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Old 14-06-2016, 14:30   #1
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Floating Machine Shops

I accidentally fell into the full time live aboard then cruising businesses when I decided to stay aboard the boat through the onset of the worst of the hay fever season because an unsympathetic partner would not practice mitigation strategies which interfered with her housekeeping routine. After a few months of living on the boat I discovered the partner was at the root of most of my physical and mental health problems and decided to become a permanent live aboard.

The permanent cruising started after spending a winter aboard the boat in SW Australia. I decided that I would sail N to warmer climes and during the voyage found that I did not need to work because I did not need much money and was enjoying a life style which kept me out of contact with people I neither liked nor respected.

What does this have to do with floating machine shops?

Having pursued a very busy family and professional life I found the cruising life style did not provide quiet enough intellectual stimulus. In addition I have always been one of those poor tormented souls who like to try out new ideas. Consequent to both these factors I started making modifications to things.

Things went OK for a few years as I could get by with hand tools and when I needed more facilities could generally wait until I visited my old land home (I had residual customer commitments I felt obliged had to still service) where I enjoyed fairly extensive workshop facilities. However as the service obligations dwindled away and the modification bug bit deeper I discovered a need for more extensive engineering facilities aboard the boat.

The first acquisition was a mill/drill. This allowed me to start making my own sprockets which was more readily achieved with a rotary table and dividing head - those of you who have experienced this type of curse know where it goes from there.

One of my projects was a wheel drive unit to replace the plastic monstrosity which chewed up a $40 belt every time I was a bit slack with adjusting out excessive weather helm. Although I could drill out the holes for the circular profile auto timing belt I could not machine the alloy billet back to the proper OD. An extensive search lead me to discover that the old small backyard shed machinist had all died off in regional Australia and I had difficulty finding anyone to make the part I required. Consequently a small lathe was required.

I don't know how many of my fellow cruisers have tried to cohabit with a machine shop on a stretched 36' boat but it's not a pretty picture, particularly the swarf in bare feet bit.

Advancing age, a dampening of the over-adventurous spirit and the onset of extreme laziness has obliged me to change from the existing steel boat to fibreglass. The new boat is an Island Packet 40 and the fit out is fairly nice and I am a bit reluctant to degrade it by installing a machine shop.

My questions are these:

Has anyone else out there gone through a deprivation such as this
and how extreme were the withdrawal symptoms??
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Old 14-06-2016, 14:47   #2
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Re: Floating Machine Shops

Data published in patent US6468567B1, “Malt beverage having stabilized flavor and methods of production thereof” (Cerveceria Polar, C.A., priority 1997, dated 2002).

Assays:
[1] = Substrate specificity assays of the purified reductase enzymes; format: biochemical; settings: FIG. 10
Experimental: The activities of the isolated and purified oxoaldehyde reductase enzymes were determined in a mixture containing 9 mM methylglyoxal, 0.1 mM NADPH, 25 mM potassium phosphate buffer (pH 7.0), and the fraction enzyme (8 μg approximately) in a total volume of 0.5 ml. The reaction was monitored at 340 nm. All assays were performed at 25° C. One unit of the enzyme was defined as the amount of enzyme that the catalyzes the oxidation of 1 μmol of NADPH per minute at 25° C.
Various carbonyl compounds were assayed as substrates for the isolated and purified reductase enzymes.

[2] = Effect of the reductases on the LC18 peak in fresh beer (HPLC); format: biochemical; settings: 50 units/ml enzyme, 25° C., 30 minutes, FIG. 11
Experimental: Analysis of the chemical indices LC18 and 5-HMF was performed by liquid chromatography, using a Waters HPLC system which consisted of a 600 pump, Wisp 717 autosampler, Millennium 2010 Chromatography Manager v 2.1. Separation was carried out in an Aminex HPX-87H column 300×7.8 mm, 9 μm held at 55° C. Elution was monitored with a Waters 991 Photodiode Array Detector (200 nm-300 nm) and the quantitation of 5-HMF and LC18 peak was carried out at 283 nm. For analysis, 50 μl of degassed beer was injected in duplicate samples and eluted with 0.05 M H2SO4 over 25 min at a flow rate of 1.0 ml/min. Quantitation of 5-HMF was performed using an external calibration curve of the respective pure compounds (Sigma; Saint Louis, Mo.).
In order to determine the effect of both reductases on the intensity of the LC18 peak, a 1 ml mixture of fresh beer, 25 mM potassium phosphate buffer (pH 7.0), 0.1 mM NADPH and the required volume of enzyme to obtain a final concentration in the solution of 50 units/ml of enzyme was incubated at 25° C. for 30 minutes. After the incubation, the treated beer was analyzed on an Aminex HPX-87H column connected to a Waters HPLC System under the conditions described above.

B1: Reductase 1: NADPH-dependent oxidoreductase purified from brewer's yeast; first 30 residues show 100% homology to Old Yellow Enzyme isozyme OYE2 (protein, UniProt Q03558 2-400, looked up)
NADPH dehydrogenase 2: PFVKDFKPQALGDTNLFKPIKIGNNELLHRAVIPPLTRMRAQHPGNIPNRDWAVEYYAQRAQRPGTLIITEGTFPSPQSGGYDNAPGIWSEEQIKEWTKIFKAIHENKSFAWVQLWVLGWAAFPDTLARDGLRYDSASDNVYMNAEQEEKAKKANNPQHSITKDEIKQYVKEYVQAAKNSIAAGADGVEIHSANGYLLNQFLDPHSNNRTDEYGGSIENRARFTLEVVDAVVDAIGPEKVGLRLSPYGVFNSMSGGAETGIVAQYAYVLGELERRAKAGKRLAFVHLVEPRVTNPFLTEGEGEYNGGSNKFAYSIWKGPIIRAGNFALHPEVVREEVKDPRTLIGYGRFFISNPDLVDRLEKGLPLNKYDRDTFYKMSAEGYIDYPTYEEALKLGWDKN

I recommend you consider getting your hands on some computer drafting and 3D modeling software and learning how to use them.

It can be very satisfying to design things in the virtual realm then send others your drawings for them to sweat and bleed over.

Don't have to have a 3D printer or a machine shop to have things 3D printed or machined, just the software to design them.

http://www.shapeways.com
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Old 15-06-2016, 19:08   #3
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Re: Floating Machine Shops

balsa is fun to work with.. kites, planes, boats...
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Old 15-06-2016, 20:48   #4
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Re: Floating Machine Shops

Quote:
Originally Posted by RaymondR View Post
I accidentally fell into the full time live aboard then cruising businesses when I decided to stay aboard the boat through the onset of the worst of the hay fever season because an unsympathetic partner would not practice mitigation strategies which interfered with her housekeeping routine. After a few months of living on the boat I discovered the partner was at the root of most of my physical and mental health problems and decided to become a permanent live aboard.

The permanent cruising started after spending a winter aboard the boat in SW Australia. I decided that I would sail N to warmer climes and during the voyage found that I did not need to work because I did not need much money and was enjoying a life style which kept me out of contact with people I neither liked nor respected.

What does this have to do with floating machine shops?

Having pursued a very busy family and professional life I found the cruising life style did not provide quiet enough intellectual stimulus. In addition I have always been one of those poor tormented souls who like to try out new ideas. Consequent to both these factors I started making modifications to things.

Things went OK for a few years as I could get by with hand tools and when I needed more facilities could generally wait until I visited my old land home (I had residual customer commitments I felt obliged had to still service) where I enjoyed fairly extensive workshop facilities. However as the service obligations dwindled away and the modification bug bit deeper I discovered a need for more extensive engineering facilities aboard the boat.